The conflict was about considering al-Azhar the reference to interpret the principles of sharia law, because that should be the job of the Constitutional Court. After negotiations we decided to make al-Azhar the “reference for Islamic affairs” which the Sheikh of al-Azhar said denotes matters that relate to religion and al-Azhar.
The third article says that ‘Christians and Jews’—as opposed to ‘non-Muslims’ in general—have the right to apply their own doctrines to their family laws and choice of their religious leaders? This aroused much debate.
Our first proposal was to cite ‘non-Muslims’ in their entirety not only Christians and Jews. Al-Azhar, however, insisted on rejecting this on account of religious reasons, and when al-Azhar objects this means that so will all Muslims. So we discussed the issue again and agreed to “Christians and Jews”.
How can the word ‘civil State’ be real when the second article in the Constitution sets Islam as the State religion, Arabic its language, and Islamic ++sharia++ as the main source of legislation?
We have to look to the Constitution as a whole. The Preamble states that Egypt “embraced the Holy Virgin Mary and her Son”, and that Egyptians “offered thousands of martyrs to defend the Church of Jesus Christ”. This is a first for an Egyptian Constitution, the first acknowledgement of Christian martyrs and of ‘Jesus Christ’ not His Islamic denotation as Eissa the son of Mariam. It also includes Pope Shenouda’s famous quote: “Egypt is not a country we live in, but a country that lives in us.” In reference to the 30 June Revolution, it states: “…with the blessing of al-Azhar and the national Church.” So the Constitution speaks of Christians as an original part of this country.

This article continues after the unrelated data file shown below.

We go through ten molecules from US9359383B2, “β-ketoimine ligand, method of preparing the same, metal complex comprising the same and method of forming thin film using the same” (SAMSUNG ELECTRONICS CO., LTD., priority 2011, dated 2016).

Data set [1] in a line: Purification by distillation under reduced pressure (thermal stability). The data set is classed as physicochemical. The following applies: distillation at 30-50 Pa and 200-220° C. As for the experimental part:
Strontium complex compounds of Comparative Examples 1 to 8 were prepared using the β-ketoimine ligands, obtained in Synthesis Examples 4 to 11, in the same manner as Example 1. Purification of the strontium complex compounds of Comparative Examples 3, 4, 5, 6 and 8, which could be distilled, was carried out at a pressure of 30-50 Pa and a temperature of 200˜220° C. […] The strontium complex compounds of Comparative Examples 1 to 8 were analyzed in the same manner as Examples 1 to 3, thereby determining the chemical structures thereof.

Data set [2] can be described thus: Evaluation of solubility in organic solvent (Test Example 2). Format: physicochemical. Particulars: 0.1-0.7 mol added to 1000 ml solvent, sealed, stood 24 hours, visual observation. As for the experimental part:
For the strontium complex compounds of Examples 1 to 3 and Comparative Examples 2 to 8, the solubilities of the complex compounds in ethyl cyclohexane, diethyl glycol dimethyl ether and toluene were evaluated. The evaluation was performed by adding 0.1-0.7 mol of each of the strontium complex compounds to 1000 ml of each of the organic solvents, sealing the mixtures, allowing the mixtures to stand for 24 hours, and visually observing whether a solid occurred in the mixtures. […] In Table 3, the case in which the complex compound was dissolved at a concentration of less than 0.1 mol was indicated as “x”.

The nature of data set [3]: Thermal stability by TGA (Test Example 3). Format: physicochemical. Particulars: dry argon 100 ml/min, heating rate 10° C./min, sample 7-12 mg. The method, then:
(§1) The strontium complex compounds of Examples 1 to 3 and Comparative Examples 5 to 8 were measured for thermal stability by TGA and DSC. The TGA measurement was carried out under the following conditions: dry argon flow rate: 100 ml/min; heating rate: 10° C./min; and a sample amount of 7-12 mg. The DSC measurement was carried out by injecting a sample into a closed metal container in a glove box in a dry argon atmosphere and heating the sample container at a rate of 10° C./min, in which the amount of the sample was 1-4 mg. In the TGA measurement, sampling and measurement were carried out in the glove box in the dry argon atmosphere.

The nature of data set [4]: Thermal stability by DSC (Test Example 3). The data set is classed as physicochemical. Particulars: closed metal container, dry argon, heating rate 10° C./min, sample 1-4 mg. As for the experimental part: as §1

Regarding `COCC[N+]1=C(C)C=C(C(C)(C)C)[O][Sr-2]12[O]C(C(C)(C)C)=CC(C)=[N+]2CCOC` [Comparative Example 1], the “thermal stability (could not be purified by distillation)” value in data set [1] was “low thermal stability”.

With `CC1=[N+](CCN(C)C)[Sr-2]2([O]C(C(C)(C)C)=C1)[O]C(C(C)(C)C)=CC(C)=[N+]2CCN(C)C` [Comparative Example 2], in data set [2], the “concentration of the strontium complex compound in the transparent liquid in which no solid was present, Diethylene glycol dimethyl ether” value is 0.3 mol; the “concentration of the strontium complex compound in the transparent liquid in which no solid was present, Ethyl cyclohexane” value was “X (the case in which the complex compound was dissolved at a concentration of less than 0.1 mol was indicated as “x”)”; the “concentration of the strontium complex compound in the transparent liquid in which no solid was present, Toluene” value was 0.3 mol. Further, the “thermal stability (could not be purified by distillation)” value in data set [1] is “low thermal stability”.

There are also articles which criminalise discrimination, stipulate absolute freedom of belief, and specify legislating a modern law for building churches.
 
If we say that the Constitution is for all Egyptians, where does it stand on non-Muslim, non-Christian, and non-Jewish Egyptians, as Baha’is for instance?
Baha’is in Egypt have already gained some benefits including the right to legal papers that leave the religious box vacant instead of citing them as Muslim. But they still face countless problems, mainly on the social level. This can only be dealt with through better public awareness, education, and acceptance of the other.